and the Jack and the Jane. Of the ordinary person.
A wag once said that only royalty and people with tapeworms could speak as “we”. He forgot bloggers. Although a weblog is commonly supposed to be an intensely personal vehicle free from the strictures of a supervising editor, in reality a weblog must eventually share authorship with its readership. The recent deletion and rapid restoration of the Belmont Club article from Wikipedia is a case in point.
For the record, I never made any representation or appeal to Wikipedia for either its original inclusion, its subsequent deletion and its eventual restoration. These events were caused by the “we” rather than the “I”.
The original entry was due to the millions of hits the BC got. That traffic was bound to include it in some index. And its deletion, and its restoration, partook of the same public nature. The readership, through its efforts and generated “buzz” brought it back. It was big and active enough to do that. God knows I had nothing to do with it. Any weblog is bound to its readers through a kind of feedback loop. Those ties mean that no author, unless he closes comments or entirely unread, is truly the absolute master of his own site. Once online it exists in a context of its own making and that largely defines it.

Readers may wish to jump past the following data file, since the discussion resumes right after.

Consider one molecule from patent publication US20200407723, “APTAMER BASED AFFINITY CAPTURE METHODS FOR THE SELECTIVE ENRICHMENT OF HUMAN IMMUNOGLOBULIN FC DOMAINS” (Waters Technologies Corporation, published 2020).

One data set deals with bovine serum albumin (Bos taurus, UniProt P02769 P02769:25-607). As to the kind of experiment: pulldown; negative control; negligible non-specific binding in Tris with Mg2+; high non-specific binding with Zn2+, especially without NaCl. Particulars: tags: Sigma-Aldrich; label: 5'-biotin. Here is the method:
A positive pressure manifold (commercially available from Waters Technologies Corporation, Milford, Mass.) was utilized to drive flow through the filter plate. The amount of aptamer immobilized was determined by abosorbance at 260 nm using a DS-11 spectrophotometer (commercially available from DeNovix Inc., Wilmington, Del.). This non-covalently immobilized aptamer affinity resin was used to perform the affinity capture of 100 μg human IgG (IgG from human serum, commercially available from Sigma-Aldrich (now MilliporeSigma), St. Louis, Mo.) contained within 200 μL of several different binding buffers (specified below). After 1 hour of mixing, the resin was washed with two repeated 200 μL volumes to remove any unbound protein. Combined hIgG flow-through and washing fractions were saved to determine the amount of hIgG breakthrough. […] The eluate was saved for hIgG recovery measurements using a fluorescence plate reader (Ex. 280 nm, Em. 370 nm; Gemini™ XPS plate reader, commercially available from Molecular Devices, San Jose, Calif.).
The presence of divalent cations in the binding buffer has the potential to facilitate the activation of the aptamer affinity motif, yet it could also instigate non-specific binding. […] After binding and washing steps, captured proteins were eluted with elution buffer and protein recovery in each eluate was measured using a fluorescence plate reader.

The Tea Parties are interesting to consider in this respect. Like a weblog they may start out based on a few people but eventually take on a life of their own. Even more than blogs, they evolve a constituency and acquire a distinct character. When this happens they become surprisingly difficult to delete. Those who say “get over it, we won” are grossly underestimating the power of ideas to survive.
For this reason, there may never be a total “progressive” victory in politics, just as probably (alas) the Left will always be with us. A commenter observed that democracies are not simply ‘the rule of the 51% but what the 90% can live with’. Perhaps that is one way to understand the phrase that the ‘meek shall inherit the earth’. Ultimately what triumphs through history is not “today Germany and tomorrow the world!” but “today I go to work and on Saturday I mow the lawn.”
Thanks guys. You did it.
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